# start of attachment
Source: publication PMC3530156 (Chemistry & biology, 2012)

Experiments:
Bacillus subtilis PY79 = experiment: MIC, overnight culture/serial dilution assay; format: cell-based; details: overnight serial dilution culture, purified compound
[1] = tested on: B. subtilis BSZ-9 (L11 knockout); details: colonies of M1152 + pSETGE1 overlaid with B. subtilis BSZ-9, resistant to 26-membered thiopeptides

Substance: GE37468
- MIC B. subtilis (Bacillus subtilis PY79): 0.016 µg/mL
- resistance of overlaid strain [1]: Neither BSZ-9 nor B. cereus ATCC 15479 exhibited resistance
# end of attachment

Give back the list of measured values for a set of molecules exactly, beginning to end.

Source: publication PMC3530156 (Chemistry & biology, 2012)

Experiments:
Bacillus subtilis PY79 = experiment: MIC, overnight culture/serial dilution assay; format: cell-based; details: overnight serial dilution culture, purified compound
[1] = tested on: B. subtilis BSZ-9 (L11 knockout); details: colonies of M1152 + pSETGE1 overlaid with B. subtilis BSZ-9, resistant to 26-membered thiopeptides

Substance: GE37468
- MIC B. subtilis (Bacillus subtilis PY79): 0.016 µg/mL
- resistance of overlaid strain [1]: Neither BSZ-9 nor B. cereus ATCC 15479 exhibited resistance